Random Images: Elke Böhm

(Last Updated On April 12, 2020)

This photograph is from a collection documenting life in the German city of Mehrow. Thus these are really snapshots and not images from a professional photographer. You can read here account here. But once again it helps illustrate the attitudes of different people in different times.

Elke Böhm – Badewanne (1940s)

Of course, strictly speaking, Ms. Böhm would not really be the photographer since she is simply recounting her childhood, but rather one of her family members or friends, perhaps Falko.

6 thoughts on “Random Images: Elke Böhm

    • I am sorry, but the pictures are not captioned. I have already quoted in my previous comment all the information about this photograph I could find in Elke’s account.

  1. So far I have just skimmed the text, but have not spotted a name of the photographer. There is only one short mention: “(…) we were filmed and photographed, as often happens. Some of the films are still stored in archives.” I presume that Elke’s father might have been a photographer, however it is not explicitly stated.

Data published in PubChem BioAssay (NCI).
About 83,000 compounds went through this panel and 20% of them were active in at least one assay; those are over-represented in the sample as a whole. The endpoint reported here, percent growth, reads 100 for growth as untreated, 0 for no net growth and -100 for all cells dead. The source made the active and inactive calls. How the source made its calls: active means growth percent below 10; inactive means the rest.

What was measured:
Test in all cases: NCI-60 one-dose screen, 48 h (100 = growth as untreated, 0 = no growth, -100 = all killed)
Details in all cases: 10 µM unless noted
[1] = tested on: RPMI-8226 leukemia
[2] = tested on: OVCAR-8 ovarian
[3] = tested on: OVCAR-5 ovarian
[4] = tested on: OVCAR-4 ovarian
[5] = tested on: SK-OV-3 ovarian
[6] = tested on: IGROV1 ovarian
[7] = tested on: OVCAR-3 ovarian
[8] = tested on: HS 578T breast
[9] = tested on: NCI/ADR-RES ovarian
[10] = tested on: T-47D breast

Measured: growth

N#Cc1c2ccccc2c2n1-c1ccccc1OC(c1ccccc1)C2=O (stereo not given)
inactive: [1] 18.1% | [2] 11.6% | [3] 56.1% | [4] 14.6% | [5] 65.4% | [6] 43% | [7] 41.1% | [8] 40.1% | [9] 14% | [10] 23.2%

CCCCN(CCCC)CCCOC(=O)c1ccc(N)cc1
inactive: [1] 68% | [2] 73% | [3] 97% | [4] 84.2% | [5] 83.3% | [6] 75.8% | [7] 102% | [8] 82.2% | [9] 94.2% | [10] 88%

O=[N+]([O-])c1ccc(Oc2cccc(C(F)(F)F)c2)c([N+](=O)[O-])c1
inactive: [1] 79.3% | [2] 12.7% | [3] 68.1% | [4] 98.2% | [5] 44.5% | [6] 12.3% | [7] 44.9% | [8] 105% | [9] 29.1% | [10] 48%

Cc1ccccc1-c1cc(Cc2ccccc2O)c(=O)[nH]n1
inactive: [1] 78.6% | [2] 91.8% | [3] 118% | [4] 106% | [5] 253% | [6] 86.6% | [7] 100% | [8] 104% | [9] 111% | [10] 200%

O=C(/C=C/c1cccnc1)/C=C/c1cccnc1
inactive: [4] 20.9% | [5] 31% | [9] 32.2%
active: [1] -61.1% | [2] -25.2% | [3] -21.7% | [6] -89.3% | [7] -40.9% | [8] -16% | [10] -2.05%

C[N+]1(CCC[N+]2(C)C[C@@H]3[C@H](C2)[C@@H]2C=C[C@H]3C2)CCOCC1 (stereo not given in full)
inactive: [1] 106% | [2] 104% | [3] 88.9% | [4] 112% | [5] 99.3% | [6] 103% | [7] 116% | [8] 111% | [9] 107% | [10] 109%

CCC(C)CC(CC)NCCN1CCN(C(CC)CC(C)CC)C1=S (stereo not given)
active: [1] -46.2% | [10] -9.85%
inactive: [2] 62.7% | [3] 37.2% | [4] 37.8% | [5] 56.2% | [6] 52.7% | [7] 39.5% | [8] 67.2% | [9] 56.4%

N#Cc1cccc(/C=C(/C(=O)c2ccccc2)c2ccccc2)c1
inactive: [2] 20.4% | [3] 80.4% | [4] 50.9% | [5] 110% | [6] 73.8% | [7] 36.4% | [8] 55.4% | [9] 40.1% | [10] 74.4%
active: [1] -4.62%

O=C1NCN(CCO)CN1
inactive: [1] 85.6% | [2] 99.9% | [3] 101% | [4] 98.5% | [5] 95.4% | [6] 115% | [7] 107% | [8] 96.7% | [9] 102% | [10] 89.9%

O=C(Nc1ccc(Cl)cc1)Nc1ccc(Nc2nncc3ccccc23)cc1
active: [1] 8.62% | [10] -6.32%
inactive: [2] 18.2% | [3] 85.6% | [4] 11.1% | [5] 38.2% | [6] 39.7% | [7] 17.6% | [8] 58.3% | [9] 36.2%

There is another interesting passage where Elke recollects memories of her childhood. “We children of the Husfeldt, Papst and Kolumbe [families] played together almost every day. In the summer we ran around naked in the warmth, which was frowned upon by the passing Berliners who scolded our parents for allowing us to do it. >You should be ashamed of yourself.< There was a duck pool in the yard, which we used as a bathing place when it was not dirty. Otherwise, there was a zinc tub ready for us to romp around in."

    Indeed, the duck pool can be seen in the back, while the kids are photographed frolicking in the zinc tub. Mehrow is a village in the suburbs of Berlin, so I believed that in the summertime the villagers just let their kids run around naked all day long if they wanted to. The Berliners might have been more reserved in their manner.

    • City folk generally are more uptight and there is a kind of logical reason for that. Being smashed together in a crowded city makes people more defensive and vulnerable. It is one of the key problems with the concept of civilization generally. Thank you for this insightful exposition. -Ron

  2. Reading the text: Falko was the [German] Shepherd [dog].

    Pre-war German dogs may have been capable photographers 🙂

    • LOL. I am guilty of just skimming the text so all I saw was how important Falko was and that he saved her life once. Sorry, I have been trying to get out a large backlog and certain details slip my notice. -Ron

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